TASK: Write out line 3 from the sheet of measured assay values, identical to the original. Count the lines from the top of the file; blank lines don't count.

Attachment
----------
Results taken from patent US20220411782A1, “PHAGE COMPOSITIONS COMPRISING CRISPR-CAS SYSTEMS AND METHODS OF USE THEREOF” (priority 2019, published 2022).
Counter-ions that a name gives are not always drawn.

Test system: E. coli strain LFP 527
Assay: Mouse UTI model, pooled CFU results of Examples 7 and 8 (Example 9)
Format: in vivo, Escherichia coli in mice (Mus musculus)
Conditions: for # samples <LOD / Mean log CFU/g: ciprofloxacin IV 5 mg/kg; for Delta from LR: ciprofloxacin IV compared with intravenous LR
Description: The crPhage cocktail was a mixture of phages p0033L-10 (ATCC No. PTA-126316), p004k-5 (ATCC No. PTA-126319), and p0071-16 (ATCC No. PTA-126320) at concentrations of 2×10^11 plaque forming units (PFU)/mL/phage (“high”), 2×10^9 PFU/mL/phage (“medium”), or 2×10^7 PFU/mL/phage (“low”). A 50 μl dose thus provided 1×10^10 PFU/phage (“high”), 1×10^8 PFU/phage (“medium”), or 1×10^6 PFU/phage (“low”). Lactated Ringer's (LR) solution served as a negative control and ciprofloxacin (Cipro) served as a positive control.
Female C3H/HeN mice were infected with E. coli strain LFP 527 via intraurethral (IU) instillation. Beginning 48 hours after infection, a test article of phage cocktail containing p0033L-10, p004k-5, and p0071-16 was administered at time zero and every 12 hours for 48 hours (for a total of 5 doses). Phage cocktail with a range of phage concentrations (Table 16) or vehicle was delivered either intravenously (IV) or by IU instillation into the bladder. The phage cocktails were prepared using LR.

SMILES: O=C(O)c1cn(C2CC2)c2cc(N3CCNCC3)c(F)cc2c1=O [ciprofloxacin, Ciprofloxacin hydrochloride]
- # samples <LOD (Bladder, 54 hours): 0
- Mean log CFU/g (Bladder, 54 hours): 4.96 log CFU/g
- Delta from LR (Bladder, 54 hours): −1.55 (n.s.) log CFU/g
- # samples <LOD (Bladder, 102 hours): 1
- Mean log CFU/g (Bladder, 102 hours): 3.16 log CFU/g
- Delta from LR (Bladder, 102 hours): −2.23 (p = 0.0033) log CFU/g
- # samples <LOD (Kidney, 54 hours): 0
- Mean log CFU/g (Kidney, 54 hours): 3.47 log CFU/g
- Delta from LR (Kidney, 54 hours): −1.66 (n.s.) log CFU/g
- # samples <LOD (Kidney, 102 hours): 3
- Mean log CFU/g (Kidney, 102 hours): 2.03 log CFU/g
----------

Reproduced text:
Test system: E. coli strain LFP 527